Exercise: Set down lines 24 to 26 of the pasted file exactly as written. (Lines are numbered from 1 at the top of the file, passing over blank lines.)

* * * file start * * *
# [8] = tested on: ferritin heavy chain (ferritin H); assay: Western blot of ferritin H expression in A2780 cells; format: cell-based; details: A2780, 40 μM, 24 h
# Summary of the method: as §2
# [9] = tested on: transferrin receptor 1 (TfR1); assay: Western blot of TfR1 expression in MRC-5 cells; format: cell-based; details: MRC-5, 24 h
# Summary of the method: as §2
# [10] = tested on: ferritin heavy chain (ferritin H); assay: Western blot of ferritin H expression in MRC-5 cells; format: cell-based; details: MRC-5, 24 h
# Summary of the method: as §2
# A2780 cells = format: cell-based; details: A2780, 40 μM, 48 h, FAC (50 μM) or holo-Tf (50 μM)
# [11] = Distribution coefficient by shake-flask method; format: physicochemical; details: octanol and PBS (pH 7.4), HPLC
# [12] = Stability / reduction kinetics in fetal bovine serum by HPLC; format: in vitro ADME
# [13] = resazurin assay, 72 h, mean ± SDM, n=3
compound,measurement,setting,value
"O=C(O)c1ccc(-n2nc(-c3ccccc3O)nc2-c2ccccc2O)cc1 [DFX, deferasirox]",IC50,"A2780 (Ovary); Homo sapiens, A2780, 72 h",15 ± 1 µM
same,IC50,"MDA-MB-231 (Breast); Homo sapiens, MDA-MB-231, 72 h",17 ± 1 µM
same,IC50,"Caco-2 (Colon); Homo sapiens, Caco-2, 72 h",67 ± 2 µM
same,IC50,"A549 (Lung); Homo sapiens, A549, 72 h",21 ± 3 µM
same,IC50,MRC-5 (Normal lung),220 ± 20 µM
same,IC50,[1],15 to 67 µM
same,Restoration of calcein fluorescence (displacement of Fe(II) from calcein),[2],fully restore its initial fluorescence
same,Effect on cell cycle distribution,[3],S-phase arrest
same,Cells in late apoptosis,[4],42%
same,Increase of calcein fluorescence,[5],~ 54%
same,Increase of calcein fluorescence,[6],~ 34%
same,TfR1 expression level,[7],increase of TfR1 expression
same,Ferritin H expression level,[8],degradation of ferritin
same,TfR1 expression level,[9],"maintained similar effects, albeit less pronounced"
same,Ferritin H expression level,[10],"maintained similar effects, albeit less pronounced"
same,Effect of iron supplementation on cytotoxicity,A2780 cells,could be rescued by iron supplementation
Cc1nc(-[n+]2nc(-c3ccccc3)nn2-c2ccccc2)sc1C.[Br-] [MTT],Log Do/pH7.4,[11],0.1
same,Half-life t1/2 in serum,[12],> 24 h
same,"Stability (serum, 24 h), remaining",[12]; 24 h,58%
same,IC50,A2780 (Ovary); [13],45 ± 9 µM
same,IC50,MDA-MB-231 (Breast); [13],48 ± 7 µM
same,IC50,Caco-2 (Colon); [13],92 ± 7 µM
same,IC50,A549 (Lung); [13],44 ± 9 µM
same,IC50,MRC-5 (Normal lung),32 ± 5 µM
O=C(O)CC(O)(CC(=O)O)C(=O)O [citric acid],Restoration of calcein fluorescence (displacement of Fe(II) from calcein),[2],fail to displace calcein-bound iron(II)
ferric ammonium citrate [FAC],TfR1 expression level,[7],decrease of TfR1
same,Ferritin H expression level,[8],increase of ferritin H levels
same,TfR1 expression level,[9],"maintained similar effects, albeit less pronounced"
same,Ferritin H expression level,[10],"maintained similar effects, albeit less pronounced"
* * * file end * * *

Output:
same,Ferritin H expression level,[8],degradation of ferritin
same,TfR1 expression level,[9],"maintained similar effects, albeit less pronounced"
same,Ferritin H expression level,[10],"maintained similar effects, albeit less pronounced"